Task-Oriented Evaluation of the Feasible Kinematic Directional Capabilities for Robot Machining

Sensors (Basel). 2022 Jun 3;22(11):4267. doi: 10.3390/s22114267.


Performing the machining of complex surfaces can be a challenging task for a robot, especially in terms of collaborative robotics, where the available motion capabilities are greatly reduced in comparison with conventional industrial robot arms. It is necessary to evaluate these capabilities prior to task execution, for which we need efficient algorithms, especially in the case of flexible robot applications. To provide accurate and physically consistent information about the maximum kinematic capabilities while considering the requirements of the task, an approach called the Decomposed Twist Feasibility (DTF) method is proposed in this study. The evaluation of the maximum feasible end-effector velocity is based on the idea of decomposition into the linear and angular motion capabilities, considering a typical robot machining task with synchronous linear and angular motion. The proposed DTF method is presented by the well-known manipulability polytope concept. Unlike the existing methods that estimate the kinematic performance capabilities in arbitrarily weighted twist space, or separately in the translation and the rotation subspace, our approach offers an accurate and simple solution for the determination of the total kinematic performance capabilities, which is often highly required, especially in the case of robot machining tasks. The numerical results obtained in this study show the effectiveness of the proposed approach. Moreover, the proposed DTF method could represent suitable kinematic performance criteria for the optimal placement of predefined tasks within the robot workspace.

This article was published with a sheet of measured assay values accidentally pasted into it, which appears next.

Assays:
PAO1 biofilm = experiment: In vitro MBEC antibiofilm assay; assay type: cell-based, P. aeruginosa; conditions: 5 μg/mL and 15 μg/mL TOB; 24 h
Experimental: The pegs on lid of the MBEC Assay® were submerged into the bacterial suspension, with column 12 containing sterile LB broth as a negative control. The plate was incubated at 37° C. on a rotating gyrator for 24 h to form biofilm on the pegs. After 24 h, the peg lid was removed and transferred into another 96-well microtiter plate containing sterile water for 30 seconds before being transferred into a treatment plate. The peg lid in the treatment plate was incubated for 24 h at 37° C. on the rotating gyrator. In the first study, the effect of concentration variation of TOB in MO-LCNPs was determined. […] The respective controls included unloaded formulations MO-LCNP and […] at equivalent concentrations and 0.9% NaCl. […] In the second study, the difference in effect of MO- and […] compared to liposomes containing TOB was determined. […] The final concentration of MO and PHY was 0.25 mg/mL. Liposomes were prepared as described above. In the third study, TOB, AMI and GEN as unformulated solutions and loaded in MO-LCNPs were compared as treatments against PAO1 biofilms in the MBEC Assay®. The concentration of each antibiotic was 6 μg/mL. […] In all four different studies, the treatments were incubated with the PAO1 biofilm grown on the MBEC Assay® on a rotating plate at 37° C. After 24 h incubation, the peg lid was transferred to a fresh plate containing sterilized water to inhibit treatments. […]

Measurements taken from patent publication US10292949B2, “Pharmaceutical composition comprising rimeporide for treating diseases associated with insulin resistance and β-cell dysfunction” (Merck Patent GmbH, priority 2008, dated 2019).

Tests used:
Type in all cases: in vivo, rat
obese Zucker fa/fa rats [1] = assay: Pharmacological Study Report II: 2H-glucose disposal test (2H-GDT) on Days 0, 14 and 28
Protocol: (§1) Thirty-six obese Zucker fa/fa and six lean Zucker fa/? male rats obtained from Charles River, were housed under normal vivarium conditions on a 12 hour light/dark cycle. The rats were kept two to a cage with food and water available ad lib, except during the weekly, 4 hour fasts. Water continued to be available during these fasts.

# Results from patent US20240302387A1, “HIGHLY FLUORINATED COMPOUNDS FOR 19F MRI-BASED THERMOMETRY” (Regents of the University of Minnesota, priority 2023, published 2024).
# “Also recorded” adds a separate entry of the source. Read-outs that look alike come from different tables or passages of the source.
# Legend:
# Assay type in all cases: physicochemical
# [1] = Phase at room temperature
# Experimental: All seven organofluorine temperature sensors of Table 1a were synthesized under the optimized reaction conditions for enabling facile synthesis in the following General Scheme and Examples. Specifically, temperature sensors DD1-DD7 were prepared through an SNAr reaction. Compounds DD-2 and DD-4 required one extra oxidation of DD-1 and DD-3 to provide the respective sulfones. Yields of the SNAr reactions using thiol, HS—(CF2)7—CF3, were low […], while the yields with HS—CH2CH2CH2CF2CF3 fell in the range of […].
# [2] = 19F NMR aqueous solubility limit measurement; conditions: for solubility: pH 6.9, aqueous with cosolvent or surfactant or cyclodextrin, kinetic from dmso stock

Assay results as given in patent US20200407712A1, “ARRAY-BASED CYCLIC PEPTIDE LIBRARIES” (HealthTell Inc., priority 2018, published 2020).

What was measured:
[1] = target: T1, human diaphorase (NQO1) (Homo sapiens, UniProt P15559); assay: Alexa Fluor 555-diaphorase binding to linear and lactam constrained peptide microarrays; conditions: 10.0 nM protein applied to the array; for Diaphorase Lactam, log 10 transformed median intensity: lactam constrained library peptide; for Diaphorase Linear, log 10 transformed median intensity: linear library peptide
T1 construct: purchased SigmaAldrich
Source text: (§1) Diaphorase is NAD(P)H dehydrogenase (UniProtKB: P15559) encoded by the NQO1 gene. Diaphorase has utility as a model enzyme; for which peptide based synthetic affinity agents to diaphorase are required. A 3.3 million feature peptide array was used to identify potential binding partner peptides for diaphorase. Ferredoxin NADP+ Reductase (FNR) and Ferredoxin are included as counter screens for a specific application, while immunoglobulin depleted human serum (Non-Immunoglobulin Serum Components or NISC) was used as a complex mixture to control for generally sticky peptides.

Keywords: Decomposed Twist Feasibility (DTF) method; kinematic performance evaluation; manipulability index; manipulability polytope; motion decomposition; robot surface machining; task feasibility; task-dependent kinematic capability.

MeSH terms

  • Algorithms
  • Biomechanical Phenomena
  • Motion
  • Robotics*